Experimental Research: A Step-by-Step Guide for Beginners

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Experimental Research: A Step-by-Step Guide

The first image that many people have when thinking about scientific research is undoubtedly scientists carrying out experiments in the laboratory. As we have noted previously, the production of knowledge happens through research. But experimentation is just one of the methods used to make that happen.

At the university, students have contact with different types of research. In some areas, some methods are used more than others. For example, experimental research has been closely associated with the areas of pure and biological sciences because of its recurring use. However, this does not mean that experimental research is not used in human and social sciences.

In this article, we show how scientific research differs from its methods. And let’s go deeper into what experimental research is, its variables, and procedures. Check it out below!

Experimental Research - A Step-by-Step Guide for Beginners

What are the types of scientific research?

Science is a way of not only knowing a phenomenon but verifying its causes, its effects, and, with that, intervening in reality. Scientific knowledge is organized through methods, processes, and analysis techniques. Thus, scientific research is characterized by its rational and systematic procedures. It is in this way that research provides answers to problems observed in reality. Thus, it is established in the field of thought and is linked to action as it intervenes in reality.

Another characteristic fundamental for any scientific research is that it is subject to demonstration and proof. On the other hand, it should be noted that this characteristic does not make the results of research definitive. Scientific knowledge is, in essence, provisional. It can be continuously tested, reformulated, and thus enriched.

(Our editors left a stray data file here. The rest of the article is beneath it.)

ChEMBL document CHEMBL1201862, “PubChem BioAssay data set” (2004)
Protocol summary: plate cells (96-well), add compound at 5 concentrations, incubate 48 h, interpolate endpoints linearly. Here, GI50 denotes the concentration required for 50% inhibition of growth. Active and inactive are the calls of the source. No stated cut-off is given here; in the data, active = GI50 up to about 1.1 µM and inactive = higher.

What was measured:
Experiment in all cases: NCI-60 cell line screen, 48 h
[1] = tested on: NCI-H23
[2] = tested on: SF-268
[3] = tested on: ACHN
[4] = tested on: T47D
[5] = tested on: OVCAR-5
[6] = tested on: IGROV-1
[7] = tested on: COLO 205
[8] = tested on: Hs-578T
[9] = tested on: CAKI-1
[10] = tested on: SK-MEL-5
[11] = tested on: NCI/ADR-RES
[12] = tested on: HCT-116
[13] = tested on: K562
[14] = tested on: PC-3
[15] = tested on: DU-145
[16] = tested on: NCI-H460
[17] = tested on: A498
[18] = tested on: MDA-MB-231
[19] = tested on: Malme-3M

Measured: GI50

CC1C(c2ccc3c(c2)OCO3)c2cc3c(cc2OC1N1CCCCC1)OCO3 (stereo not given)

With its systematic procedures, scientific research can follow methods that vary according to its approach (qualitative, quantitative), its nature (basic, applied), its objectives (exploratory, descriptive, explanatory), or its procedures.

Types of research procedures 

The procedures are the techniques used during the development of the research. Through them, the researcher will be able to collect and analyze data, that is, to carry out the practical part of the research.

Below, we point out the main types of scientific procedures:

As we noted earlier, these researches are differentiated by their method of scientific investigation. However, this is not to say that an investigation needs to focus on just one type of method.

For example, bibliographic research is a necessary procedure for all types of research projects. It is from there that a researcher will seek a theoretical foundation that will support his work.

What is experimental research?

Experimental research is one that has its procedures based on tests. These tests are conducted exclusively by the researcher (or group of researchers), without any external participation.

Experiments are carried out to establish cause-effect relationships based on some variables investigated by the research. In other words, experimental research selects variables that are believed to influence the object of studies. From the control and observation of the interaction between the object and the variable and its effects, conclusions, and reflections are drawn. Therefore, it is a type of research where the researcher takes an active role, not limited to observing the facts.

Experimental research is carried out in the laboratory, which is characterized as an artificial environment; because the researcher creates its conditions or develops in the field, communities, groups, and organizations are studied live in a real environment.

Data collection, the phase in which the experiment is carried out, gains great attention in this research type. But that does not mean that the other phases are left out. After all, theoretically grounding the research is just as important as experimenting, as well as defining the methodology used and performing the analysis of the results.

The modalities and groups in experimental research

The most common experimental research is divided into two modalities:

1. Experimental research with two homogeneous groups: One group is called experimental, and another is called control. The experiment applies only to the experimental group. Thus, the results are compared to the control group to compare the differences observed between the two groups.